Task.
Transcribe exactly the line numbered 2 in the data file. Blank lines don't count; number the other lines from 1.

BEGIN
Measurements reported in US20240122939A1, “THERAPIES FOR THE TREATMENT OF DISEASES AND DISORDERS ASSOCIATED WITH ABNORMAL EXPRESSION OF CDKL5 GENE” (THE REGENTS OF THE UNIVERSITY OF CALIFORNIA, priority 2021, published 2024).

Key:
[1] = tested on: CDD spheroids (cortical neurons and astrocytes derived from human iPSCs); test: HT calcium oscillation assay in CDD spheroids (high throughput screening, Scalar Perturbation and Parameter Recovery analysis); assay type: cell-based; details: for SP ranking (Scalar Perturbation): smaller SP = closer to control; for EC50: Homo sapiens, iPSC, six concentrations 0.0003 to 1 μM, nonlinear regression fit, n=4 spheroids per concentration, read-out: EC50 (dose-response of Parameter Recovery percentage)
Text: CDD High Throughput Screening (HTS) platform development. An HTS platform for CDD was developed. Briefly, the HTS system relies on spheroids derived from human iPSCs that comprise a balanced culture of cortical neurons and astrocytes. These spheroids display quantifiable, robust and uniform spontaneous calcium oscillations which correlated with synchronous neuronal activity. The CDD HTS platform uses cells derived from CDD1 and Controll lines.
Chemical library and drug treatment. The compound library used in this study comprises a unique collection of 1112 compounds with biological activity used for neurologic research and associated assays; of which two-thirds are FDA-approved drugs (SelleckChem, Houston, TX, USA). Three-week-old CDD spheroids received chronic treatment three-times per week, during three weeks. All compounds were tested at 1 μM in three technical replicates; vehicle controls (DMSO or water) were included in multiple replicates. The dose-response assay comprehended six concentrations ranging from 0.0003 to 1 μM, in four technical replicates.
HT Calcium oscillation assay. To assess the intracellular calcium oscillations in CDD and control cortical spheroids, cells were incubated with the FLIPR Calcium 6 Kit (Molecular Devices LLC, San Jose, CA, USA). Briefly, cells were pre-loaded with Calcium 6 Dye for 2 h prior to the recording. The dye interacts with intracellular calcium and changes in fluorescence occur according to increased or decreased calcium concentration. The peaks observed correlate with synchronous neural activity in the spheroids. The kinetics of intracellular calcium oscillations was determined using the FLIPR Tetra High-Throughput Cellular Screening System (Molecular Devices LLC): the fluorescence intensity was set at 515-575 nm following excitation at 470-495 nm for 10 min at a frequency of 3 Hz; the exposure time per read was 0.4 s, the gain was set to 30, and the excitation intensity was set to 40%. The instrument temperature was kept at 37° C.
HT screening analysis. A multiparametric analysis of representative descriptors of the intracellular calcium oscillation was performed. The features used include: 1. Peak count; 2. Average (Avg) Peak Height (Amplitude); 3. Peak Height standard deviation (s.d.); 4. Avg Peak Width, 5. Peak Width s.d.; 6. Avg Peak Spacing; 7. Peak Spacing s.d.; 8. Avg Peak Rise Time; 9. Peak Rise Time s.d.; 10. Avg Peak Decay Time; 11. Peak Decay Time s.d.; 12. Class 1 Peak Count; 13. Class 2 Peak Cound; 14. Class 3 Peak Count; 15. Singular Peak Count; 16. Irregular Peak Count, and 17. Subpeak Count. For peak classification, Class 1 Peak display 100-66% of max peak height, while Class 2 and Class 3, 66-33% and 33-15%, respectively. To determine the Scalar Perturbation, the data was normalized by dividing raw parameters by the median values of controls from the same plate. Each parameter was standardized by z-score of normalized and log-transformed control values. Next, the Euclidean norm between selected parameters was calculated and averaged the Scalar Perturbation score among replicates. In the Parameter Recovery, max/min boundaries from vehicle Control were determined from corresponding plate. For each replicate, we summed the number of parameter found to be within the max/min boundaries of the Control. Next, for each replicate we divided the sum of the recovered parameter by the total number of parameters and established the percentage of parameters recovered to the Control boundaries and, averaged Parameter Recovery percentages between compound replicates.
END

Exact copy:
Key: